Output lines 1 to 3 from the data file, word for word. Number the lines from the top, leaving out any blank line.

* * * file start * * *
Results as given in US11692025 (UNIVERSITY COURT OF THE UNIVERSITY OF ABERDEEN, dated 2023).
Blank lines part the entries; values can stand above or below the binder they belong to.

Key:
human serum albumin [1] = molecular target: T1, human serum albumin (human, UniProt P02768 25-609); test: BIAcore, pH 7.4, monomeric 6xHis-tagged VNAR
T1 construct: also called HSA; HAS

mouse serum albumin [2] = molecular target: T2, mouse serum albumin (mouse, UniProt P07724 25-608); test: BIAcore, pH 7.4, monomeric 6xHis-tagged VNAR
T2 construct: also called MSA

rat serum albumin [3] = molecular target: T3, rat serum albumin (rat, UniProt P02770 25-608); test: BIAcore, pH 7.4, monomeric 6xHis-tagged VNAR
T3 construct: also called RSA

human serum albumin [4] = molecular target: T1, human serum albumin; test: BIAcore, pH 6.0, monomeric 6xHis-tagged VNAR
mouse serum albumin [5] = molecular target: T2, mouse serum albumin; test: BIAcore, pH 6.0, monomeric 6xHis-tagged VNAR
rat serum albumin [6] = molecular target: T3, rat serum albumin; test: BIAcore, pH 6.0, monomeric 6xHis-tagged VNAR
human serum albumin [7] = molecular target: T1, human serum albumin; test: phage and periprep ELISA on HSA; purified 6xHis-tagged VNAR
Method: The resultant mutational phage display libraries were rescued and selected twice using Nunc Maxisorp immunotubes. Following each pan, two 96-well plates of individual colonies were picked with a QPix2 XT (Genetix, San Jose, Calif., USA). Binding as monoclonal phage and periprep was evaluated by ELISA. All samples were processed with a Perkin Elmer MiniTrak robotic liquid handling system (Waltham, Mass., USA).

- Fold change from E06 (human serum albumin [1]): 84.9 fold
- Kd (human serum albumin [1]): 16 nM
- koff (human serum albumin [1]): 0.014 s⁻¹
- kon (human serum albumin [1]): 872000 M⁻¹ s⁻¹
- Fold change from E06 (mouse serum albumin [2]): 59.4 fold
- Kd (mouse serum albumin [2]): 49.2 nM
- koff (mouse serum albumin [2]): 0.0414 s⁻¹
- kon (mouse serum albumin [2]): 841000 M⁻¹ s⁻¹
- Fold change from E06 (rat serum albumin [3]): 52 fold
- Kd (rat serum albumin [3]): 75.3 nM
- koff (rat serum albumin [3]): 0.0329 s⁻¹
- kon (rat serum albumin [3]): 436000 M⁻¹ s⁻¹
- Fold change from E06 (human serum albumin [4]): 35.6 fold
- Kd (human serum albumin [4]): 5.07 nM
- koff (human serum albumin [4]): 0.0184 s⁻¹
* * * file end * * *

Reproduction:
Results as given in US11692025 (UNIVERSITY COURT OF THE UNIVERSITY OF ABERDEEN, dated 2023).
Blank lines part the entries; values can stand above or below the binder they belong to.

Key: